Women are underrepresented in blockchain businesses, but they shouldn’t be. Gender diversity has significant benefits for corporate performance. Also, blockchain is not only about technology but about social change, and women need to be part of it.
Women are underrepresented in blockchain. And that’s an issue.
Women are underrepresented in blockchain; even in comparison to other tech industries
LongHash surveyed 100 blockchain startups and found that just 14.5 percent of team members were women. In leadership roles, only 7 percent of executives were women. For advisors, that number was just 8 percent. 78 out of the 100 startups did not have a single female executive. 37 startups didn’t even have a single female employee at all.
The fact that there are more men in blockchain that there are women won’t surprise anyone. Traditionally, technology has always been a male-dominated field. The same goes for finance, which strongly intervenes with the blockchain sector in many areas.
However, the magnitude of the gender divide is surprising. Silicon Valley’s big tech companies all employ at least 25 percent women. One might raise the point that those are big corporations with gender quotas, something that is not a primary concern for small startups that struggle to survive.
However, Carta research shows that women also represent 29 percent of employees at small tech startups, twice as many as blockchain startups. Moreover, Women Who Techclaims 15 percent of startups that received venture funding have women on their executive teams, again twice as many than in blockchain startups.
The message of these studies is clear: While the gender gap in tech is big in general, it’s even more significant in blockchain.
What’s the reason? Bro culture? Hiring preferences?
The studies above only looked at employees. Another study analyzed the gender of cryptocurrency investors and found that only 5.5 percent of Bitcoin investors are women. That suggests the low quota of women in blockchain might not be due to businesses not willing to hire women. Instead, it appears that women might just not be that interested in the crypto space.
Gender diversity has a positive impact on business performance
Multiple studies have shown that gender diversity is beneficial for businesses. Gender diverse companies are 43 percent more likely to achieve above-average profits, according to McKinsey. Women bring different viewpoints, experiences, and skill sets to the table.
Alexander Mann Solutions and Trading Hub found women to be 34 percent more successful at financial trading than their male counterparts. Studies have also found that women are less prone to engage in risky behavior – that’s why women get lower car insurance rates; and it might also be the reason, why women are not trading Bitcoin.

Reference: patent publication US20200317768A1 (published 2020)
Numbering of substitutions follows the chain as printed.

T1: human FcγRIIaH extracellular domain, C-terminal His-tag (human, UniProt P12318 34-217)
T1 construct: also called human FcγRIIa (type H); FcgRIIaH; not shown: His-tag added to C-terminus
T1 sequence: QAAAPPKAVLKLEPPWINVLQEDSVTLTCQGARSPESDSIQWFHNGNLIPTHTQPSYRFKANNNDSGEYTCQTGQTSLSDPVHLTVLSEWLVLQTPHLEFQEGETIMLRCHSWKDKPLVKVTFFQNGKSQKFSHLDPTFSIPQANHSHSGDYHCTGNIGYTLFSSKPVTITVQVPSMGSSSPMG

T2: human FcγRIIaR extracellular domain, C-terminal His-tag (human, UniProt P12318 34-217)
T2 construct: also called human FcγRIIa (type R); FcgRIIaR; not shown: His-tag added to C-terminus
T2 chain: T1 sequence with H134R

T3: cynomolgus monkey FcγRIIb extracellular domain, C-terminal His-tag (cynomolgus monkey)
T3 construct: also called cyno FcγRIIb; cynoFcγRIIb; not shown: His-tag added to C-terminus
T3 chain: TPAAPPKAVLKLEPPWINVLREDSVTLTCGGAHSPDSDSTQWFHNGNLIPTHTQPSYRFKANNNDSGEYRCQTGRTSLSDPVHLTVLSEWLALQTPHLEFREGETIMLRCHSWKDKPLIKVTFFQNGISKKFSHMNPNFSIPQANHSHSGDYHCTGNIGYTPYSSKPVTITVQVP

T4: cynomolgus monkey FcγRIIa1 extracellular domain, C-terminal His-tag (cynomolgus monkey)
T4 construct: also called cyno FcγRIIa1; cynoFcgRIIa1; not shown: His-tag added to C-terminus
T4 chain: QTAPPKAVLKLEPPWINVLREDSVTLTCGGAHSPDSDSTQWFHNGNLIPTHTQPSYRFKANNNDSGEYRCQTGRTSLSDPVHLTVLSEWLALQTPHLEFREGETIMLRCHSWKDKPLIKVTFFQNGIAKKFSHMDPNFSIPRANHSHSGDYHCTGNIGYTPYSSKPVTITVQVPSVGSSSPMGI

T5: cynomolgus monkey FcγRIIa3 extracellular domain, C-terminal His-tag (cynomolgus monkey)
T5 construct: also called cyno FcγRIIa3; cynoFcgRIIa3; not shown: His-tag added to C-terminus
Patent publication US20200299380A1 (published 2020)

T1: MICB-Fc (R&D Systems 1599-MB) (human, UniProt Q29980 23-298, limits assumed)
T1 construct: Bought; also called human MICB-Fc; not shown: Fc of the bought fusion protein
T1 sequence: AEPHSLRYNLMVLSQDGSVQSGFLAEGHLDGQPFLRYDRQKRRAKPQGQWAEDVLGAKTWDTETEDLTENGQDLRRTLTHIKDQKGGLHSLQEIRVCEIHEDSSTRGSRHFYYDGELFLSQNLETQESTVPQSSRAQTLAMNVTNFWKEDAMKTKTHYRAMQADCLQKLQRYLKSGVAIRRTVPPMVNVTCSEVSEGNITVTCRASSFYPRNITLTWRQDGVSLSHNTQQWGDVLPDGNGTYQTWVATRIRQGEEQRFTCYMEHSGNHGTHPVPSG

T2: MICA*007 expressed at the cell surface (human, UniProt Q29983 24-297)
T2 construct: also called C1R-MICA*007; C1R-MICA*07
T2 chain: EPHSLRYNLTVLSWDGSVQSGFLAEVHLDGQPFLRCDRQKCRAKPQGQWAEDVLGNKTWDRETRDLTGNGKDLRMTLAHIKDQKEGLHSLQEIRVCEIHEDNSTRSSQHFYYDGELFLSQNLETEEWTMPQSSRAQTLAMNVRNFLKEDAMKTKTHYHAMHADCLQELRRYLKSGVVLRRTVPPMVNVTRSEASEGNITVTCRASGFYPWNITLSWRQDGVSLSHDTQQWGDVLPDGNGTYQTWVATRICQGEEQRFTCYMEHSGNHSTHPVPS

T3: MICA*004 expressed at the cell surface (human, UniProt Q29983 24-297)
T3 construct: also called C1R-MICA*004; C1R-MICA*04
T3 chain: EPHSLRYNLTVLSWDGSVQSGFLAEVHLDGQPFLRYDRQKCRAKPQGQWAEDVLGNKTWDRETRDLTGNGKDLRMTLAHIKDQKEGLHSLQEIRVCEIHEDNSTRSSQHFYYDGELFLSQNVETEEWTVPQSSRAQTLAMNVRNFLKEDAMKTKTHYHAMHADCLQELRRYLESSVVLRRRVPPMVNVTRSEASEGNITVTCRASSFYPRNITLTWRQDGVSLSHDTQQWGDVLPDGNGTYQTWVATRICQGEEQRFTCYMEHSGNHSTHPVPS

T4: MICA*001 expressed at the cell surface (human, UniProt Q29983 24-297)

Gender diversity is generally good for any business. Tech, and blockchain, are no exception from this rule. No doubt, we need more women in the industry.
Blockchain is about societal change; women need to participate
Blockchain is said to disrupt nearly every industry and reshape the way how we conduct business and interact with each other. Thus, it will make a significant mark on society.
Technology-driven revolutions of the past have been almost entirely male-dominated, even the internet. Blockchain is going to be the first technological revolution in which women can have a large-scale impact right from the start; and contribute to building technology with everyone’s needs in mind.
Blockchain also offers enormous opportunities to women in countries in which they have fewer rights and are openly discriminated against. Blockchain can increase transparency, enhance financial inclusion, and provide women with an anonymous currency. Thus, it can become a tool to promote female independence across the globe. Roya Mahboob, for example, an Afghan woman, launched Women’s Annex, inviting girls to write blogs and earn bitcoins from ads.
Blockchain offers tech-savvy women the chance to reap early-starter benefits
Although women are underrepresented in blockchain, there are many examples of successful women in the industry. Elizabeth Stark taught at Yale and Stanford universities before but now rules Lightning Labs. Pamela Morgan runs Third Key, working with Bitcoin startups on multi-signature security measures. Cindy McAdam is a president of the Bitcoin wallet service Xapo.
For tech-savvy women, blockchain might be the best chance to carve out a successful long-term tech-career in a male-dominated sector. It offers the opportunity to get into an industry that is still in an early stage. Thus, early-starters can now build up a skill set and connections which they can benefit from once the industry matures.
Or as venture capital investor Alexia Bonatsos puts it: “Women, consider crypto. Otherwise, the men are going to get all the wealth, again.”